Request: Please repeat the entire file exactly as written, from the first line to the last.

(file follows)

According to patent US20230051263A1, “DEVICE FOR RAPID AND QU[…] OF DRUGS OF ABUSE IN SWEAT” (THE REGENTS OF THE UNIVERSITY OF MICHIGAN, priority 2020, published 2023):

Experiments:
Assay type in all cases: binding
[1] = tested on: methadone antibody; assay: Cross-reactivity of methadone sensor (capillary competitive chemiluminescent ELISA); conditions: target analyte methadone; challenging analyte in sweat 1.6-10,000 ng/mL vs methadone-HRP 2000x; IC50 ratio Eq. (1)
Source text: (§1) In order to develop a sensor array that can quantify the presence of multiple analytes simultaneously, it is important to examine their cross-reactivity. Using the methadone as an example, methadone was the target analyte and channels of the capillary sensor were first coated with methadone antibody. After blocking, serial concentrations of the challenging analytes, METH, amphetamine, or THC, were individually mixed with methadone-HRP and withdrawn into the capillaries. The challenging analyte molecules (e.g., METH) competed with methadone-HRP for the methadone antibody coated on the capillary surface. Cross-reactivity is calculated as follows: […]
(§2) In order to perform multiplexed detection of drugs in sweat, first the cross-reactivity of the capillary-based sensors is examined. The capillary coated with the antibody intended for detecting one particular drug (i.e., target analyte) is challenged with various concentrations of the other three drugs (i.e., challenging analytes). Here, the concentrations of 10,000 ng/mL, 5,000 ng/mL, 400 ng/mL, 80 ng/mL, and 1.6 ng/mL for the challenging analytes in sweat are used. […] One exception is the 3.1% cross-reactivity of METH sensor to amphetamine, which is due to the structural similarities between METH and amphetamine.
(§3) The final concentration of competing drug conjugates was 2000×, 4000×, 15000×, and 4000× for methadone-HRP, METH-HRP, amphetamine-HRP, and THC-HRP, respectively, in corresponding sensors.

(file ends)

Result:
According to patent US20230051263A1, “DEVICE FOR RAPID AND QU[…] OF DRUGS OF ABUSE IN SWEAT” (THE REGENTS OF THE UNIVERSITY OF MICHIGAN, priority 2020, published 2023):

Experiments:
Assay type in all cases: binding
[1] = tested on: methadone antibody; assay: Cross-reactivity of methadone sensor (capillary competitive chemiluminescent ELISA); conditions: target analyte methadone; challenging analyte in sweat 1.6-10,000 ng/mL vs methadone-HRP 2000x; IC50 ratio Eq. (1)
Source text: (§1) In order to develop a sensor array that can quantify the presence of multiple analytes simultaneously, it is important to examine their cross-reactivity. Using the methadone as an example, methadone was the target analyte and channels of the capillary sensor were first coated with methadone antibody. After blocking, serial concentrations of the challenging analytes, METH, amphetamine, or THC, were individually mixed with methadone-HRP and withdrawn into the capillaries. The challenging analyte molecules (e.g., METH) competed with methadone-HRP for the methadone antibody coated on the capillary surface. Cross-reactivity is calculated as follows: […]
(§2) In order to perform multiplexed detection of drugs in sweat, first the cross-reactivity of the capillary-based sensors is examined. The capillary coated with the antibody intended for detecting one particular drug (i.e., target analyte) is challenged with various concentrations of the other three drugs (i.e., challenging analytes). Here, the concentrations of 10,000 ng/mL, 5,000 ng/mL, 400 ng/mL, 80 ng/mL, and 1.6 ng/mL for the challenging analytes in sweat are used. […] One exception is the 3.1% cross-reactivity of METH sensor to amphetamine, which is due to the structural similarities between METH and amphetamine.
(§3) The final concentration of competing drug conjugates was 2000×, 4000×, 15000×, and 4000× for methadone-HRP, METH-HRP, amphetamine-HRP, and THC-HRP, respectively, in corresponding sensors.